Researchers’ Views on Reading Recovery
By David J. Hoff
Education Week, June 5, 2002
A group of reading researchers has launched a campaign against Reading Recovery, contending that the popular one-on-one tutoring program fails to deliver the student-achievement gains it promises.
The researchers—including several leaders in the field—say the program should not be a major component of states’ comprehensive reading initiatives or get preference as evaluators review states’ applications for a new, $900 million federal reading initiative under the Elementary and Secondary Education Act.
“We were concerned that the views about Reading Recovery are not supported by the research,” said Jack M. Fletcher, a professor of pediatrics at the University of Texas Health Science Center at Houston. “There is not a basis for providing secondary instruction in groups of one. There’s no evidence that supports one-to-one instruction versus one-to-three instruction.”
Mr. Fletcher, who heads a federally subsidized research project studying how children’s brain function relates to reading achievement, and the other researchers are distributing a three-page critique, titled “Evidence-Based Research on Reading Recovery.” The document, which was sent to members of Congress and circulated by e-mail in recent weeks, was signed by Mr. Fletcher, Harvard University researcher Catherine E. Snow, and Bennett Shaywitz, a Yale University pediatrician who specializes in dyslexia research. Four of the 32 signers are from New Zealand, where Reading Recovery started in the 1970s.
In a response posted late last month on the Web site of the Reading Recovery Council of North America, the council called the campaign “a political attack in the guise of an academic debate” and said it was based on a “distorted representation of the data.”
Reading Recovery advocates and others who favor instruction that emphasizes literature as a teaching tool have been complaining that the Bush administration is ignoring research demonstrating their success. Also fueling their fears that some programs won’t be given fair consideration under President Bush’s Reading First program is the fact that Mr. Fletcher agreed to be an evaluator of states’ applications. Mr. Fletcher said he resigned the post because the training sessions conflicted with his schedule.
Last week, Department of Education officials declined to comment on the three-page statement, but in the past have said there would be no approved list of materials for the Reading First program.
The Reading Recovery method is used in 10,600 elementary schools in the United States, serving about 150,000 1st graders every year. Since the 1984- 85 school year, more than 1 million students have received the daily 30-minute tutoring sessions with teachers specifically trained in Reading Recovery’s methods.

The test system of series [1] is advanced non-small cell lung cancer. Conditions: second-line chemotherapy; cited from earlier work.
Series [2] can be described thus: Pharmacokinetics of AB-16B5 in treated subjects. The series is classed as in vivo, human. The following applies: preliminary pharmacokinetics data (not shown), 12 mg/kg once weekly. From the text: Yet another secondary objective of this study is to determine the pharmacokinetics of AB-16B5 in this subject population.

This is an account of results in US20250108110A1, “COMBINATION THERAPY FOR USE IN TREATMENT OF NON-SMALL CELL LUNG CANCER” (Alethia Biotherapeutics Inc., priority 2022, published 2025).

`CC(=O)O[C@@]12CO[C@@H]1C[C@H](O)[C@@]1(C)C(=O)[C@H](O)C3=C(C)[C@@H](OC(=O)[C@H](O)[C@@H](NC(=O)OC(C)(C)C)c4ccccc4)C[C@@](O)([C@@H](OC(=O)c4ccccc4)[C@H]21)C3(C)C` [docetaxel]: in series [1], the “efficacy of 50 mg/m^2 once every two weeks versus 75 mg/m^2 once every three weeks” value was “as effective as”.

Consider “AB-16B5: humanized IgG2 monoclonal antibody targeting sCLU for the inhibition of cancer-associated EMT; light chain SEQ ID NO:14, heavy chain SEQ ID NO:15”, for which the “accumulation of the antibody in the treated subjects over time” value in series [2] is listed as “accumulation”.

Reading Recovery, its defenders say, is successful more often than not at helping 1st graders with the poorest reading skills read at grade level at the end of a 12- to 20-week program.
“For two-thirds of the children, you get them where they need to be,” said Irene Fountas, the president of the Reading Recovery Council of North America and a professor of education at Lesley University in Cambridge, Mass. “For the others, you get them to where they can get more help.”
In April, the Senate education committee questioned department officials about how they would evaluate states’ reading plans, and several senators specifically asked whether plans that included Reading Recovery would receive funding. (“States Unclear on ESEA Rules About Reading,” May 1, 2002.)
The hearing was called after state officials interpreted guidance from the Education Department to mean that phonics-based programs—specifically Direct Instruction and Open Court, both published by the New York City-based McGraw-Hill Cos.—would have the inside track.
“Reading Recovery should not be privileged over other interventions in getting Reading First money,” said Ms. Snow, a professor at Harvard’s graduate school of education and a member of a National Research Council panel that identified successful reading programs. Reading Recovery was not included on that list.
Ms. Snow and Mr. Fletcher said Reading Recovery pupils fail to show significant achievement gains in independent research because the program doesn’t spend enough time developing children’s phonemic awareness, the understanding that words are made up of sounds and letters.
“Phonemic awareness is part of every lesson,” Ms. Fountas countered. “It’s also expected to be part of the classroom reading program” in which pupils receive a majority of their instruction.
Even if Reading Recovery delivered gains in student achievement, critics of the program argue, it’s not cost-effective. Tutors must complete a graduate-level course in Reading Recovery methods during an academic year, and then dedicate their time to individual children.
Question of Scale
While the criticisms of Reading Recovery have some merit, they go too far, according to a University of Illinois at Chicago researcher who has evaluated the program.
Reading Recovery does help improve reading achievement, but it fails to have a significant impact on a classroom full of children who are reading below grade level, said Timothy Shanahan.
“Overall, it does give kids an advantage,” Mr. Shanahan said. “But it’s not of a scale that allows a lot of them to succeed.”